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Fear of Deportation Drives People Off Food Stamps in US

"This means less food in the table, fewer meals in houses where the kids have rights because they are U.S. citizens"

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    Fear of Deportation Drives People Off Food Stamps in US
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    In this file photo, U.S. Immigration and Customs Enforcement (ICE), agents detain an immigrant on October 14, 2015 in Los Angeles, California.

    A crackdown on illegal immigration under President Donald Trump has driven some poor people to take a drastic step: opt out of federal food assistance because they are fearful of deportation, activists and immigrants say.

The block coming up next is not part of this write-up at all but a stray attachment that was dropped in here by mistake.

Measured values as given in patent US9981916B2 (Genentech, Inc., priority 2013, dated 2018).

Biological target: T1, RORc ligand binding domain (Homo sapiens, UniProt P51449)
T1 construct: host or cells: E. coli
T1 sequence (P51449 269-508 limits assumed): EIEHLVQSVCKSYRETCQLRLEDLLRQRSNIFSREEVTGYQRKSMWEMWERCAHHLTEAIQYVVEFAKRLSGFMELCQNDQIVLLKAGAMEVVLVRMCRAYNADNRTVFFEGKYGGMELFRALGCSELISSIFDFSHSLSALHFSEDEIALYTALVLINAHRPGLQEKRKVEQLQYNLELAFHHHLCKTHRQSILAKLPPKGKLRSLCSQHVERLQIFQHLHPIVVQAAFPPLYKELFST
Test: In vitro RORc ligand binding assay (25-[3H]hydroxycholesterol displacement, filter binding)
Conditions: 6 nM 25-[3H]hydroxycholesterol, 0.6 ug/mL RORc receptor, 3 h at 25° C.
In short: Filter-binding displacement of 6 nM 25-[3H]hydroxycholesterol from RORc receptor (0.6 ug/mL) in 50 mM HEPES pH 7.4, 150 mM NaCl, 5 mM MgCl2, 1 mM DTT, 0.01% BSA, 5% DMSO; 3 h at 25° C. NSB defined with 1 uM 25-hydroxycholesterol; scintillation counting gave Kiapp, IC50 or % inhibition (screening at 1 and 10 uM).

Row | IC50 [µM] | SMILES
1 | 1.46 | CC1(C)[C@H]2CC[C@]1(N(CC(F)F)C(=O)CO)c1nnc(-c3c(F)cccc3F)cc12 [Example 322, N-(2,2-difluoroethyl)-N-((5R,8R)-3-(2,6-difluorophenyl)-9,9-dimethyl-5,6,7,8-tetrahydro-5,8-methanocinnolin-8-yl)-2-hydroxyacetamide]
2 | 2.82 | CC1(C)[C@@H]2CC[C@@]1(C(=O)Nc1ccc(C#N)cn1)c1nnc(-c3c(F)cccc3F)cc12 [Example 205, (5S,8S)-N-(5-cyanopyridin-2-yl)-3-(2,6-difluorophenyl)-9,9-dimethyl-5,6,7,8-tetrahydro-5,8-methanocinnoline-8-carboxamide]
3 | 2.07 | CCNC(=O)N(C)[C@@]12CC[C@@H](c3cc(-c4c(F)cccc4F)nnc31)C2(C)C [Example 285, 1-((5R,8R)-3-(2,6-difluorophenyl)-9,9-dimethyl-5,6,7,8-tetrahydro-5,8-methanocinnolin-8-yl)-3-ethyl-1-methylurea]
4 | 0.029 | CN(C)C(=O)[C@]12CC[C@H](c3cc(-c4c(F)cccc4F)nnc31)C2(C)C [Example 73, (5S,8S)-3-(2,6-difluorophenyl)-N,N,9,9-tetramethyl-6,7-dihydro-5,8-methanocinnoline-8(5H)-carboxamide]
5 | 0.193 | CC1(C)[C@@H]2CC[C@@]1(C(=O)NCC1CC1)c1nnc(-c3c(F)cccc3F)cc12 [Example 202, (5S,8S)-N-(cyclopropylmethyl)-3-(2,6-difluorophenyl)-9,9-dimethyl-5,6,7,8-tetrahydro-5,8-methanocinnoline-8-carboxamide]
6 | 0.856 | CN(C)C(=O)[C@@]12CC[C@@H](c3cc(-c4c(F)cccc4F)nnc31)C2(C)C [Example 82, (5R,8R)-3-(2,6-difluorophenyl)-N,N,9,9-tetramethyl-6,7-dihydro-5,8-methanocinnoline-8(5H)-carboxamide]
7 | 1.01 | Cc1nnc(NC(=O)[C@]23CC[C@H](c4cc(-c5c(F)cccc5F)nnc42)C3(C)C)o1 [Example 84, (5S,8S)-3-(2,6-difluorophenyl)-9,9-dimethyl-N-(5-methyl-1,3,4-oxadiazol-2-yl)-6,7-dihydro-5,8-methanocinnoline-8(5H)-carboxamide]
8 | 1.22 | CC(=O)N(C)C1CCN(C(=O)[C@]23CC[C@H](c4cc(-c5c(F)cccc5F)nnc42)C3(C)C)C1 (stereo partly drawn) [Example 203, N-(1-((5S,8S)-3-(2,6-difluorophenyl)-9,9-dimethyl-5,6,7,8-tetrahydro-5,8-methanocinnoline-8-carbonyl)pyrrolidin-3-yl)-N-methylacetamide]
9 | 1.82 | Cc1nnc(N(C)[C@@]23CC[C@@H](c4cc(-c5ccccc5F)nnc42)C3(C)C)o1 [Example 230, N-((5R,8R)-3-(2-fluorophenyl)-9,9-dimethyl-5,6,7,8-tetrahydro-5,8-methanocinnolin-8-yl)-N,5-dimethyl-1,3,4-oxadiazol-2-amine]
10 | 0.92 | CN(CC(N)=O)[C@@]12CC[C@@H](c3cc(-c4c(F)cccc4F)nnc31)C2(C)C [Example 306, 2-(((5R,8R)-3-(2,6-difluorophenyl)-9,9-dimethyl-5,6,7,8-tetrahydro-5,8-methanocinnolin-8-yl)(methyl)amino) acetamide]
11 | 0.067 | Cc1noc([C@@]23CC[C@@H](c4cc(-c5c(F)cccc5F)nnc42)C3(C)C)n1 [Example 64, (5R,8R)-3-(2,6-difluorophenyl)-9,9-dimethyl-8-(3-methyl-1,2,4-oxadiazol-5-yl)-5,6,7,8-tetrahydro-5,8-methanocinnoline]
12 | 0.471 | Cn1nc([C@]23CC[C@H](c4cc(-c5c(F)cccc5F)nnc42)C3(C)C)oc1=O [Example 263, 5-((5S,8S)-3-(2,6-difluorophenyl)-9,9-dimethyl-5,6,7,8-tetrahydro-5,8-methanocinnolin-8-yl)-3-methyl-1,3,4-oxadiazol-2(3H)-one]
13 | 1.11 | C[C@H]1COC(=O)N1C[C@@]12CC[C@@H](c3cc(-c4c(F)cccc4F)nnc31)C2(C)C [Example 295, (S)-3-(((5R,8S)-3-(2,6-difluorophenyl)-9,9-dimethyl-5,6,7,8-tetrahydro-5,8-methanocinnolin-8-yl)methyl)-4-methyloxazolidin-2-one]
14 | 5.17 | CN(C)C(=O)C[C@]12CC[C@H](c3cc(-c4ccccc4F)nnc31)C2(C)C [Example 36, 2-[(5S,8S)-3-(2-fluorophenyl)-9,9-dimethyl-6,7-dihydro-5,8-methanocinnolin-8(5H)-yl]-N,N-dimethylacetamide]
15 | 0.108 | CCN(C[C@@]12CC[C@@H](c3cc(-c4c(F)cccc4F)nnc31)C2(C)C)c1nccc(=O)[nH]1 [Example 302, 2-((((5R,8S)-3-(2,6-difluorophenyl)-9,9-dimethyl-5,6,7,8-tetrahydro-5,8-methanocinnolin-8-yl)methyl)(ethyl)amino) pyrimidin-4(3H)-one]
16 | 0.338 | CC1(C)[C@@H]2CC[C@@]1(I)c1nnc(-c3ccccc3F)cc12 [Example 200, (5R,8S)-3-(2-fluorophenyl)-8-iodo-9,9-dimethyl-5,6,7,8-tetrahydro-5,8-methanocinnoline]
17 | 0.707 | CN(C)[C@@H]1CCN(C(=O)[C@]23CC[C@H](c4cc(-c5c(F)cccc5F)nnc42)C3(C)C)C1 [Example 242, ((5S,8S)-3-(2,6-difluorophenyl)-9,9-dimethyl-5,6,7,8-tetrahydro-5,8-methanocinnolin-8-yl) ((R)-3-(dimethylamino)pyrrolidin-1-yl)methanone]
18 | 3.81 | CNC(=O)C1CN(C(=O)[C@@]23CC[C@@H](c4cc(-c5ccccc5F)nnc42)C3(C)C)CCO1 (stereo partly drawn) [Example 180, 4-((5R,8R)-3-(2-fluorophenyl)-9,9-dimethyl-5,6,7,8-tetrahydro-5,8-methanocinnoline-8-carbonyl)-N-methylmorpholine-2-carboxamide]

People who are not legal residents of the U.S. are not eligible to take part in what is formally known as the Supplemental Nutrition Assistance Program.

    But many poor families include a mix of non-legal residents and legal ones, such as children who have citizenship because they were born in the U.S. In those cases, it is often an adult who is not a legal resident who submits the application.

    Some now feel that is too dangerous under a president who has made immigration enforcement a priority. Throughout the U.S., there are accounts of people resisting efforts of nonprofit organizations to sign them up for food stamps, letting benefits lapse or withdrawing from the program because of the perceived risk.

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    "They don't want to put their name and address on a form for a government public benefit out of fear that they'll be sought out and asked to leave," said Teresa Smith, executive director of Catholic Charities of Orange County, California.

    The food stamp program provides monthly payments, typically about $125 per eligible household member, to poor families to buy essential staples. Going without can be an extreme decision, advocates say.